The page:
Many have publicly mourned the death of Anthony Bourdain, and the recently-published final interview reignites this discussion. Bourdain’s ability to empathize with his dining companions served as the magical ingredient to each pictured dish. His willingness to share culinary stories in the same breath as geopolitical insights demonstrated that eating is much more than a survival tactic but a quest for primal human understanding. Food is flavored by the origin of its ingredients, the perspective of people preparing it, the confluence of history which led to it. Great meals can change your worldview, and bad ones can feel like a betrayal. On a recent trip to Vegas, we experienced the highs and lows of eating, likely colored by the stories which created each meal.
China Poblano has been on my To-Do list for quite some time. The website explains the legend of La China Poblana, an Asian girl kidnapped by pirates and shipped to Mexico in the midst of the furious trade of spice and silk. This is the story of what you will eat. The chef behind it all, Jose Andres, was the pioneer of Spanish Tapas who recently used his status as a world-renowned chef to change the face of Puerto Rican aid, literally delivering hope through his service following Hurricane Maria. Also, Bourdain seemed to like the guy (“He is just as driven, just as emotional, just as genuinely concerned, as he appears to be”). The China Poblano Restaurant Week offering included a $30 lunch tasting menu with additional artisinal cocktail pairing, donating $5 from each meal to Three Square Food Bank. This contributed to narrative of our meal, but the food more than told its story.
The interior is nothing fancy, with servers attentive but laid back. The pace of the meal kept challenging us with new small bites and accompanying drinks, a series of wow moments including a completely meaty-yet-vegetarian coconut ceviche and a Negroni made with smoky Del Maguey Vida Mezcal. Each plate felt thoughtfully prepared, with a balanced attention to innovation and tradition. The waiters word simple black uniforms, and checked in enough to feel taken care of without interfering. They seemed to care about the ingredients as much as they cared for their diners. I felt like everyone was working together towards a common understanding of how this food represented where we are at this moment.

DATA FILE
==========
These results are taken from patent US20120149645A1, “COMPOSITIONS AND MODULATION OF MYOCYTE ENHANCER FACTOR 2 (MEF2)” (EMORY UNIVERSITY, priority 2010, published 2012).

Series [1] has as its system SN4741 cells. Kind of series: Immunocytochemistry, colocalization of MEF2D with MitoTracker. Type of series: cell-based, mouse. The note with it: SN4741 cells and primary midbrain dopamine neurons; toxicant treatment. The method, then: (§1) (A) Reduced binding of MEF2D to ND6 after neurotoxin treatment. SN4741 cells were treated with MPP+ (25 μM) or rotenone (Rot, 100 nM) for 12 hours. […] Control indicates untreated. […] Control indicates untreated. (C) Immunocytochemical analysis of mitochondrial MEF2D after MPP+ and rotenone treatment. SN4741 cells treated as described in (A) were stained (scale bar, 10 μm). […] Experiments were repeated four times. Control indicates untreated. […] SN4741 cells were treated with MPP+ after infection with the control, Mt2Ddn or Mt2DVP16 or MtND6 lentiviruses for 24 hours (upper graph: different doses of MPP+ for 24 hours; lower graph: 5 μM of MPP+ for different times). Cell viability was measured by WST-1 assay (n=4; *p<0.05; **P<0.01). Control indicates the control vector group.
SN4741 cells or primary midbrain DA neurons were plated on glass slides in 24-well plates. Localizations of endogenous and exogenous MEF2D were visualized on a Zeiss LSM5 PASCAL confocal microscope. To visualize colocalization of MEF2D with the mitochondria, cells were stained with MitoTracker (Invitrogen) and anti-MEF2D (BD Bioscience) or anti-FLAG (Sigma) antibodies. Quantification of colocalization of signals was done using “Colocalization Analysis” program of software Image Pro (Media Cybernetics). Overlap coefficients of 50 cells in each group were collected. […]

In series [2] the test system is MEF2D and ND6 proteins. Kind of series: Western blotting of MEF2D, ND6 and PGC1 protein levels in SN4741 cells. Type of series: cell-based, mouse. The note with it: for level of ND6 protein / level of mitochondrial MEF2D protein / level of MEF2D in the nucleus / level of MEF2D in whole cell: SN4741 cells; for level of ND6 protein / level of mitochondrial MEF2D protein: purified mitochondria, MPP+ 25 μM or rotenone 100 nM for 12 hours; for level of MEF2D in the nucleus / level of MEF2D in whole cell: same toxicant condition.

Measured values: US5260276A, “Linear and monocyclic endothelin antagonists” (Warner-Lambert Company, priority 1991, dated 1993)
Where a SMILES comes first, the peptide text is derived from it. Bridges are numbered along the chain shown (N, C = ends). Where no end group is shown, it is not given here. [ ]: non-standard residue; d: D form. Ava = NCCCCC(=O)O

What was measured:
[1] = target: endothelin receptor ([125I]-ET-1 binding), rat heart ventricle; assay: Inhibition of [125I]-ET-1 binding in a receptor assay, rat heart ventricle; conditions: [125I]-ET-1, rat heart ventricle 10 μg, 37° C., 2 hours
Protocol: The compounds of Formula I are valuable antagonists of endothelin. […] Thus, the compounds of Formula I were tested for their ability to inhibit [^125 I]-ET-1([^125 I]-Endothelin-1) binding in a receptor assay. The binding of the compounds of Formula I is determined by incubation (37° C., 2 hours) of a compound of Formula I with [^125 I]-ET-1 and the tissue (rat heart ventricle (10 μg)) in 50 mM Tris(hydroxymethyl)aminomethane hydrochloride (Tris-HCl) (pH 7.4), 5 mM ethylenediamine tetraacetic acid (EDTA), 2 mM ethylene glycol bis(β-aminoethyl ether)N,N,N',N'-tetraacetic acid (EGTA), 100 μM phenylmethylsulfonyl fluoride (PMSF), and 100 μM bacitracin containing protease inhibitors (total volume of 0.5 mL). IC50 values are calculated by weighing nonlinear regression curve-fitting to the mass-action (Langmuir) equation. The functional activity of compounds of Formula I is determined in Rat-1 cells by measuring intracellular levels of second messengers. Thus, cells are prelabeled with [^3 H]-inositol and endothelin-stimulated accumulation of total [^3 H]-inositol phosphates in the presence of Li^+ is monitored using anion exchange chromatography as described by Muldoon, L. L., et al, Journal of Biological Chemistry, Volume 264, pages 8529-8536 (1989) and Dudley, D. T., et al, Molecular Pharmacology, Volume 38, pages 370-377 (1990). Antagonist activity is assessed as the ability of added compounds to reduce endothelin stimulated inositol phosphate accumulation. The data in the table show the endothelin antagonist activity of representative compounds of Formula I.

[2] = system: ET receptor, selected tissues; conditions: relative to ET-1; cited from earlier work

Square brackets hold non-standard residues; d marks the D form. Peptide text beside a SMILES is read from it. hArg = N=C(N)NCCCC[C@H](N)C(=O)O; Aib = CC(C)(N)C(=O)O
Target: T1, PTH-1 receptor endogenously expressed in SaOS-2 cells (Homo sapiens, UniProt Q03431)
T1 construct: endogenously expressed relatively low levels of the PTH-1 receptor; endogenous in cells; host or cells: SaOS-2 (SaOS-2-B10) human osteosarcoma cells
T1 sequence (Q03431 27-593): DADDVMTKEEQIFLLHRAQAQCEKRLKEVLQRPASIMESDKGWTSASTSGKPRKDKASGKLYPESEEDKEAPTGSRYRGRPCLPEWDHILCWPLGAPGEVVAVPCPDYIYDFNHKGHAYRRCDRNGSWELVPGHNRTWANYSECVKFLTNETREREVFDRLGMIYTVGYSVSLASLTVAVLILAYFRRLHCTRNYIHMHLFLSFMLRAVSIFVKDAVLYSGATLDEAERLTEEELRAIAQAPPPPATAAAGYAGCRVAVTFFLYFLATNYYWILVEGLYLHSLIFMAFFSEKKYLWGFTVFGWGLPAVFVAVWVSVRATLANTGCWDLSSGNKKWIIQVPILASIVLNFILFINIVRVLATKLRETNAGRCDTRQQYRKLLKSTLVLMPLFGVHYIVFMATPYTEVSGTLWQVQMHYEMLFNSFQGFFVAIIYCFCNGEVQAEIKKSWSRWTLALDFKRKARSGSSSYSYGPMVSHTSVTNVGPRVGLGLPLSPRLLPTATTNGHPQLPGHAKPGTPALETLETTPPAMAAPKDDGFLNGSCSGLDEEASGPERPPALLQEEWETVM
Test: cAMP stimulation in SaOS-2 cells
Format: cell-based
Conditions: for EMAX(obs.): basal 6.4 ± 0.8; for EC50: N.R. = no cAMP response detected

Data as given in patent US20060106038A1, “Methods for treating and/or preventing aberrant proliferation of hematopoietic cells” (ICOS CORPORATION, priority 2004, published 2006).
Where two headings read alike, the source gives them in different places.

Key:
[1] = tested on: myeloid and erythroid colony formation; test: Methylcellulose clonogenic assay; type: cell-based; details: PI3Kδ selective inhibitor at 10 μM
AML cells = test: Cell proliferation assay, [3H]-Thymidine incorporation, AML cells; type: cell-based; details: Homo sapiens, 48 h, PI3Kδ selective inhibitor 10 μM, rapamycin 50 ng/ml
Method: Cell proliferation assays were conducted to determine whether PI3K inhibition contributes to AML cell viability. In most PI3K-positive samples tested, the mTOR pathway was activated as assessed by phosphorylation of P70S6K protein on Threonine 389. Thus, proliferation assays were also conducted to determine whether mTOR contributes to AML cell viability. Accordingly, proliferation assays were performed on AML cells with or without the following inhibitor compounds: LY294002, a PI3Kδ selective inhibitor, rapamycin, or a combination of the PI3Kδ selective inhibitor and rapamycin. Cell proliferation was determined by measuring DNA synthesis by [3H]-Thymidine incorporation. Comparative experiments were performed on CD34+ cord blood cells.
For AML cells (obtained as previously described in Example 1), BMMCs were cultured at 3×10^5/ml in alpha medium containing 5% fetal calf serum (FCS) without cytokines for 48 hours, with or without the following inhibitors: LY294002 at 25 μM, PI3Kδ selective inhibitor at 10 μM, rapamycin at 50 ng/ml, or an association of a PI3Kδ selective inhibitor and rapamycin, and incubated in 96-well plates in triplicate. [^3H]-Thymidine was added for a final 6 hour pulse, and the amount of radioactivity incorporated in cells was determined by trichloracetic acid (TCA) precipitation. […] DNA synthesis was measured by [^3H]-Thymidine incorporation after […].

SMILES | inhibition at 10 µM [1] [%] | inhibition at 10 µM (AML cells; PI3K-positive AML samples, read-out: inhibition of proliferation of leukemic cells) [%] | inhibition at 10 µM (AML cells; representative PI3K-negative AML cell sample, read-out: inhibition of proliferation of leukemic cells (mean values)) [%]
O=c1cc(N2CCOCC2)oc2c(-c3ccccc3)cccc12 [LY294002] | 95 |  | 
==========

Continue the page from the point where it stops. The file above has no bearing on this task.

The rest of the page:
In contrast, we visited Mr Chow inside Caesar’s Palace that evening for their summer set menu. The website highlights the journey of Mr Chow in bringing Asian cuisine to American fine dining, from London in 1968 to to Beverly Hills and New York in the 70s, and finally to Vegas in 2016. The restaurant inside Caesar’s Palace is impossible to find due to a lack of signage and every person we asked leading us in the opposite direction. Perhaps we should have understood this as a nod to their supposed exclusivity, or more likely as a sign to quit while we were ahead.
An elevator to the main dining area reveals the interior design of an uber-modern art gallery, featuring a crazy kinetic sculpture (designed by Chow himself and supposed to evoke the moon) shifting overhead every 20 minutes. It’s movement left us questioning which formations would surely crush us as it plummeted to earth, and which formations might spare via the dark side of the moon. The blue shag carpet had such a high pile that the waiters warned guests about it while tripping over it themselves. The service itself occurred from the center of a dining-in-the-round room, with French-style plating behind mini Chinese screens which the waiters then had to maneuver around. Each dish required about five people to serve, dragging each course on forever. And the Carts! The Famous Champagne Cart and the less famous dessert cart didn’t have enough room to fit through the tables, yielding as many injuries as an aisle seat in a coach. This French service which may have been de rigeur in the 60s seemed ridiculous in this setting and century.